Royals blow away west
Dreadful Westmeath hand easy win to Meath to end three-year famine on road
IT says something about Westmeath's beleaguered state that, despite yesterday's visitors having won just once away from home in the league in almost five years, there was still a grim inevitability about the bloodless capitulation against Meath in Mullingar.
The Royals' form outside of Navan in the recent times is rivalled only by Kilkenny and London in terms of ineptitude -- their last successful away day coming against Wexford back in 2009.
But they only had to pop next door to Cusack Park for the most accommodating away day they will receive in this or any other season.
"It's a difficult station, to be quite honest," admitted Westmeath manager Pat Flanagan after they were wiped out on a scoreline of 0-17 to 0-5 by a not particularly fluent or overly impressive Meath performance.
"We came from Division 3 and we're starting to discover how difficult Division 2 is to step up to."
Meath, meanwhile, are sitting pretty atop of the second tier with Tyrone -- a complete contrast to last year when they were forced to beg, borrow and steal points to remain in the division.
"Meath won one match away from home in five years and that was something we had to change," stated their manager, Seamus McEnaney.
"The famine of the away wins was something that we needed to change, regardless of the opposition.
"Our attitude had to be 100 per cent here because Meath have travelled to Tipperary in the past and Antrim and went there complacent so we made sure our attitude was right coming here today.
"Kerry were 1/9 on Saturday night (against Armagh) and they got beat.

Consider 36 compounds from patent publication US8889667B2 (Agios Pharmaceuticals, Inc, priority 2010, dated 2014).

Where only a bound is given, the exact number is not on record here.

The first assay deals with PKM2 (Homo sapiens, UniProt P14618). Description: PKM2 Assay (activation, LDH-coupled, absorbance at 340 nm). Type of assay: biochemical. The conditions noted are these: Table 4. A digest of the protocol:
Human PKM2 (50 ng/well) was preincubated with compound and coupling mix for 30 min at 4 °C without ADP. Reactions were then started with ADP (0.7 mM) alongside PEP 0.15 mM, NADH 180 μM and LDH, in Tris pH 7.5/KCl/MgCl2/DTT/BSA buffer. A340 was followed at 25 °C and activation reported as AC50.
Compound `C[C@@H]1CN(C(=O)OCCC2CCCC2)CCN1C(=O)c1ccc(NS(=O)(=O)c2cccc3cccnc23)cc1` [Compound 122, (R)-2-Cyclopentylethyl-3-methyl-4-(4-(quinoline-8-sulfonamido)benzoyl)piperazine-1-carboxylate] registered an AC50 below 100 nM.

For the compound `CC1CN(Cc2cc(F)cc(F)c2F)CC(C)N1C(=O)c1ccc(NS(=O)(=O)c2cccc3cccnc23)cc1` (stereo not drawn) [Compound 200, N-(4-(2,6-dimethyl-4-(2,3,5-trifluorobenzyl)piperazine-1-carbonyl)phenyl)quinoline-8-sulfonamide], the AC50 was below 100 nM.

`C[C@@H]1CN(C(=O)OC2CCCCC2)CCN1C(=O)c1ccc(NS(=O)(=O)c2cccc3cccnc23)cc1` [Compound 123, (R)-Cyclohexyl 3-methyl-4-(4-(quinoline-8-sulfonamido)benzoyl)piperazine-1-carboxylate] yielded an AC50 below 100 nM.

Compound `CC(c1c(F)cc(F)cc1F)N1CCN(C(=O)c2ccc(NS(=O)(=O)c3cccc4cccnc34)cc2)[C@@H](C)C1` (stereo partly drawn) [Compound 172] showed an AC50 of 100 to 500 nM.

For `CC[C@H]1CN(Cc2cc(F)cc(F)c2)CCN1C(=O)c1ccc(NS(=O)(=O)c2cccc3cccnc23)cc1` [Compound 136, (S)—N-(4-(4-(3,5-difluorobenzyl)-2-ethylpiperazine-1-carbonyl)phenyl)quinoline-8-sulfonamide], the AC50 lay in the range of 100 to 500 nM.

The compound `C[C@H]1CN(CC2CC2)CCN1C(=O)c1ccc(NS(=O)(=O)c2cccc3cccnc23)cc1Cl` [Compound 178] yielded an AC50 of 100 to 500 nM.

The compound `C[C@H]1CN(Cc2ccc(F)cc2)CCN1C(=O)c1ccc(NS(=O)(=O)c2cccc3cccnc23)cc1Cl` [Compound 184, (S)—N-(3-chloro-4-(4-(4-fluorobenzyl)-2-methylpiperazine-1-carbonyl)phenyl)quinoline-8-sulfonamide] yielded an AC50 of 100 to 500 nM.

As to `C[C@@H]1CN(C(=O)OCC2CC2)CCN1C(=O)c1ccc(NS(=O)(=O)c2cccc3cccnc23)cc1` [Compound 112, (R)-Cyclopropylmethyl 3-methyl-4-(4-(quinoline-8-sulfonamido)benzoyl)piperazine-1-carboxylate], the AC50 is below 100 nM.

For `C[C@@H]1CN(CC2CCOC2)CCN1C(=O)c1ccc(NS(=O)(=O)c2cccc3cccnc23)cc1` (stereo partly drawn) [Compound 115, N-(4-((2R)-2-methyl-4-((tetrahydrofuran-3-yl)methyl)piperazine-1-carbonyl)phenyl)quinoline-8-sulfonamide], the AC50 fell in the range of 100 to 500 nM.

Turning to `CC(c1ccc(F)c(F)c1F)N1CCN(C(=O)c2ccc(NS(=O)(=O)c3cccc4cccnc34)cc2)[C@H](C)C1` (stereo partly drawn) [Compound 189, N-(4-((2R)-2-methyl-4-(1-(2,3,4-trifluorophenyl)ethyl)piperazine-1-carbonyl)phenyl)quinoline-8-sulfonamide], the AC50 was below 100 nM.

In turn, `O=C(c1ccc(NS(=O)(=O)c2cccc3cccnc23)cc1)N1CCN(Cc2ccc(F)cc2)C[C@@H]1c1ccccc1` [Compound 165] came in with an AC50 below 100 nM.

"So if your attitude is not right and you're complacent, you're going nowhere in life and you're going nowhere playing football."
Plenty of aspects of the Meath performance yesterday could be classed as pedestrian but they did all they had to and a little bit more. The return to form of Graham Reilly is a huge lift and his three points from play and general explosive threat were one of the highlights of the day.
He might have also had a goal but for a brilliant save from Gary Connaughton (one of two on the day after he also denied Graham Geraghty a 15-yard 'dink' in the second half) and drove Michael Ennis to such distraction that he was red carded after a second yellow for a late hit on the St Colmcille's man in the 53rd minute.
Stephen Bray, too, looks like the Stephen Bray of old and the two in-form and in tandem will be a tough prospect for any defence.
And around the middle, Meath dominated almost completely, capitalising on Westmeath's ponderous use of possession to turn over ball ad nauseum.
The day told more about Westmeath's current alarming state rather than Meath's gradually improving one, though. Flanagan's men aren't even treading water and look all but certain to drown.
It's never a good sign when your dual contingent decide to throw their lot in with the hurlers, particularly given that Westmeath operate in the third rung of the hurling league.
And it doesn't help either that Flanagan's Garrycastle contingent are focused solely on their All-Ireland club SFC bid and might not be around until late March.
"Realistically, it would have been better if we could have kept last year's panel together and add four or five," Flanagan outlined.
"But we have come in and have had to build a whole new team because we had guys that went away and a couple of guys who have decided to take other options."
Nor was the late withdrawal of Dennis Glennon due to an ankle injury particularly constructive from Westmeath's point of view, particularly when the team managed just three points from play in 70 minutes and never looked remotely likely to create a goal opportunity.
"We just couldn't risk him," Flanagan explained. "There was a chance he could have played for a period but the options were: play him and risk the fact he could be gone for three months and we just can't afford to do that.
"But we can't make excuses. We're at a different stage of development to Meath. It's basically a whole new setup that we're trying to bring together.
"We need to stick together and we need to know the standard we're playing on and work together to try and get up to that level. I still feel that we're far better off in Division 2 than Division 3 and we're learning a lot more, albeit heavy beatings aren't going to do us any good confidence-wise."